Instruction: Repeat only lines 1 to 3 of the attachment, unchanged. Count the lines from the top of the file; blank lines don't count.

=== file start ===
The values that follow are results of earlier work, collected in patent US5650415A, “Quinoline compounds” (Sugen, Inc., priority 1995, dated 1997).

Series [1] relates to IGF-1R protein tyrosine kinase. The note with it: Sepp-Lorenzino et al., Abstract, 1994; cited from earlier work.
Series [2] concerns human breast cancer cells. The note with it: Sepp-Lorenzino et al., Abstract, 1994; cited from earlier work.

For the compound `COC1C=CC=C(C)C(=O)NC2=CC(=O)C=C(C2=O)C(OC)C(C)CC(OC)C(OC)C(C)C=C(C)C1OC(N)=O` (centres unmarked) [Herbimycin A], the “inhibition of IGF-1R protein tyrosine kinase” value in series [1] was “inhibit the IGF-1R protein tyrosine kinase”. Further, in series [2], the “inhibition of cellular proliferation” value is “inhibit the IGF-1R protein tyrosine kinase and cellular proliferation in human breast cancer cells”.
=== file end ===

The values that follow are results of earlier work, collected in patent US5650415A, “Quinoline compounds” (Sugen, Inc., priority 1995, dated 1997).

Series [1] relates to IGF-1R protein tyrosine kinase. The note with it: Sepp-Lorenzino et al., Abstract, 1994; cited from earlier work.
Series [2] concerns human breast cancer cells. The note with it: Sepp-Lorenzino et al., Abstract, 1994; cited from earlier work.